How battles play out in RPGs is one of the most definitive measures of how fun the game is. Frankly, the most action players see in RPGs is usually through battles, which can take place hundreds of times throughout the game. Battle systems can range from very simple to very complex, neither type necessarily constituting a good nor a bad game. The RPGamer staff racked their brains to decide which RPGs of 2004 had exceptional battles systems. These are the ones that stood out the most -- in a good way.
Phantom Brave, with its addictive turn-based strategy battle system, takes the proverbial cake when it comes to making battles fun. Created by Nippon Ichi, the developers of Disgaea and La Pucelle Tactics; Phantom Brave sports the same look, feel, and battle system as its brethren. In games where battles take place on a strategy map, it's safe to say that battles are virtually the entire make-up of the game play. Though there may not be hundreds of battles, the player will spend the vast majority of his or her time playing through battles and just a little bit in shops and reading the story’s progression. It's in cases such as these that the battle system is crucial to the enjoyment of the game.
Phantom Brave sticks out among its two Nippon Ichi counterparts in that it is generally considered to be a more serious game with a more complex battle system. Different from most other turn-based strategy RPGs, Phantom Brave has done away with the typical grid system and allowed players to place their characters wherever they want, within a limit, making environments look more natural. Phantom Brave also introduces the Confine System, which is a battle command that allows the lead character to summon phantoms into physical objects on the field, granting that object special abilities to be utilized by the player. This battle system isn't afraid to try new things and does a great job at sticking with what's tried and true. For these reasons, Phantom Brave gets the nod for best battle system.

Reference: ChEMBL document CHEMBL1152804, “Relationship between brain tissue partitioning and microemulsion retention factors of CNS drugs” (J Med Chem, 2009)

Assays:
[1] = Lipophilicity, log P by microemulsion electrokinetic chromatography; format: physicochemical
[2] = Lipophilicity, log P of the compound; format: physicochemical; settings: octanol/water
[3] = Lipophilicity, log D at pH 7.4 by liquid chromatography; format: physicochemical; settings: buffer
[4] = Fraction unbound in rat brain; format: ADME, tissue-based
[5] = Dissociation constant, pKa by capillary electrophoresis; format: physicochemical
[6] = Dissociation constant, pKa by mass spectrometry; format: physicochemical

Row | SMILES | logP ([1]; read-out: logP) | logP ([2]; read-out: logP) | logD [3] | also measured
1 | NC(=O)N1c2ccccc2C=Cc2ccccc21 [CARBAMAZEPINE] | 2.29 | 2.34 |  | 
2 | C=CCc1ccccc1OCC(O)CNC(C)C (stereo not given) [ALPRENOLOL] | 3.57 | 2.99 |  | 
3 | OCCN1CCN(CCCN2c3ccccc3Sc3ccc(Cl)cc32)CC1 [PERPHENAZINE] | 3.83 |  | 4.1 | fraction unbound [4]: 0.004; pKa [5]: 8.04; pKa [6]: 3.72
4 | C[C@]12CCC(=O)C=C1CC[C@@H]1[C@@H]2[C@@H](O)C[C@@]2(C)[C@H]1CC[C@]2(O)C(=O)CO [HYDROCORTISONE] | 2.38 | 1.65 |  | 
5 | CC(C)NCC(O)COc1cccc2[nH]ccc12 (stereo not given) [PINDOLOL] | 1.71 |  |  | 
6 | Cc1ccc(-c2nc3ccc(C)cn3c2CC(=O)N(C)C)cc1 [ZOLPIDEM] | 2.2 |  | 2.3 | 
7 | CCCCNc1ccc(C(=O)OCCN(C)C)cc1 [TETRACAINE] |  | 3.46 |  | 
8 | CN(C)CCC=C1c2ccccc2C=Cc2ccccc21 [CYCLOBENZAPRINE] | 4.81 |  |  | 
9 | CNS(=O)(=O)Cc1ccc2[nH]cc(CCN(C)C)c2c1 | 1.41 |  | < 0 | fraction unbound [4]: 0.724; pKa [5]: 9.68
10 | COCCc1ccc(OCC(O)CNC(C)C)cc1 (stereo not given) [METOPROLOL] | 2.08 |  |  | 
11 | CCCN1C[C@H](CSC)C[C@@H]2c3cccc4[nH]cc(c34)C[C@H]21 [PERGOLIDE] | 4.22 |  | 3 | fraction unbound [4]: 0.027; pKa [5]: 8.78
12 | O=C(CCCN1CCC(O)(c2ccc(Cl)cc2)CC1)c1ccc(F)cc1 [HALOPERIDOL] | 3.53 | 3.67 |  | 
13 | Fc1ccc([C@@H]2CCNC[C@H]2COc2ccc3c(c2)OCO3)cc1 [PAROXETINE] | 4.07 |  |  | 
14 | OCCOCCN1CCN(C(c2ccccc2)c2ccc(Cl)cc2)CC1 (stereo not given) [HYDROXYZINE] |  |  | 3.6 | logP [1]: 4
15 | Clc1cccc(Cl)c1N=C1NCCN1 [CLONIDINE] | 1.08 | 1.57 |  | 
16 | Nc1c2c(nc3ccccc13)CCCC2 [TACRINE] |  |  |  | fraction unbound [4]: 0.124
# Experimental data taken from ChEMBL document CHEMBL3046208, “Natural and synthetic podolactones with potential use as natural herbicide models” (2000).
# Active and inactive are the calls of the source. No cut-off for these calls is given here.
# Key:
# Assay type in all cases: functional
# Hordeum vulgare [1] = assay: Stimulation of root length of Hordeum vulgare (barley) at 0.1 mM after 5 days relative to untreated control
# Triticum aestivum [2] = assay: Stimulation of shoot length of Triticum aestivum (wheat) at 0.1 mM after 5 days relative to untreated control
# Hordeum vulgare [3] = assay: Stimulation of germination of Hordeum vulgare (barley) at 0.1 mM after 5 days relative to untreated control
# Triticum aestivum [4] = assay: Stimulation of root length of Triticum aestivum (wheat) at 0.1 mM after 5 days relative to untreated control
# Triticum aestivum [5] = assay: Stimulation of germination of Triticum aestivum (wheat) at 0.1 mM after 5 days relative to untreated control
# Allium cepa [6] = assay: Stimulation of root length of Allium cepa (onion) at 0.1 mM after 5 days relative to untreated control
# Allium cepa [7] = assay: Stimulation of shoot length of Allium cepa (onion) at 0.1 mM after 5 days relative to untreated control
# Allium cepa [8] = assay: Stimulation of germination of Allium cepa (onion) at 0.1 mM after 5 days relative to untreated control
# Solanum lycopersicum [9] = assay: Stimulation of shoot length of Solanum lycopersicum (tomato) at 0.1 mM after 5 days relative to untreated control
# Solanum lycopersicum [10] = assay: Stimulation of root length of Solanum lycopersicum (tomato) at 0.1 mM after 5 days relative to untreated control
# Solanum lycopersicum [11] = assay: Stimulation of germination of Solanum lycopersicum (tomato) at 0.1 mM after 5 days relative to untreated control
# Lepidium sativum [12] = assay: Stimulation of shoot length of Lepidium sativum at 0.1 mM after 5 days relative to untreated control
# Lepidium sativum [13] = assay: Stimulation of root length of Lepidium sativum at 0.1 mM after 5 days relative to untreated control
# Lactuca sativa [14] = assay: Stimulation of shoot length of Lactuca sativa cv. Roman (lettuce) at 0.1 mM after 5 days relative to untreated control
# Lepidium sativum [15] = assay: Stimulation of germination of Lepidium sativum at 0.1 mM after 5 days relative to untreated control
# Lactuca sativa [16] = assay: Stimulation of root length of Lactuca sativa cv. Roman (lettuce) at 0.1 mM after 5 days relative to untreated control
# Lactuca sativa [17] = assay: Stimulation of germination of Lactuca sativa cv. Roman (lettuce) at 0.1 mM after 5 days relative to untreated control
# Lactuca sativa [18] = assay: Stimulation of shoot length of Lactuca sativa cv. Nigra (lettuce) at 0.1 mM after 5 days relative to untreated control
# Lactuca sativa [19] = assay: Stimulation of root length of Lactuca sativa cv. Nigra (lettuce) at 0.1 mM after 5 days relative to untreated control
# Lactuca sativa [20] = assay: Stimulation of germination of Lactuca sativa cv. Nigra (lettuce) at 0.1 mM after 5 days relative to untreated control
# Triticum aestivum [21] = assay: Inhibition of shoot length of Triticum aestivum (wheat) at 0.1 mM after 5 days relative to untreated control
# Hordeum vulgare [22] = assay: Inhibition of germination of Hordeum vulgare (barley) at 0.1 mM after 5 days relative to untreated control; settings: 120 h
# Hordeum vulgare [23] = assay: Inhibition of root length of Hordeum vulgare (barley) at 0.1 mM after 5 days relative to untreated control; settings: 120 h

Second place in the best battle category goes to Namco's Tales of Symphonia. The battle system is a cornerstone that players have come to expect from each game of the Tales series and Tales of Symphonia is no different. With the same fast-paced, frenzied, real-time-action battles, the game delivers what fans of the series crave with the entrance of each successive title into the market. Unfortunately, it falls a bit flat in the originality department; not too many new enhancements were made to this system over the systems of previous games in the series. Nevertheless, though, it's still an addictive battle system that keeps players hooked all the way through the game.
The bronze medal in the battle system category goes to Paper Mario: The Thousand-Year Door. The battles of Paper Mario 2 played out with a turn-based system, akin to most RPGs. What is unlike most RPGs, however, is that the battles in this title are set up as stage plays, complete with audience members. The audience reacts to how the player performs in battle with and cheers and boos, depending on the events that take place. It's quirky inventiveness such as the preceding example that earns the battle system of Paper Mario 2 a top spot in the hearts of the RPGamer staff.
by Elliot Guisinger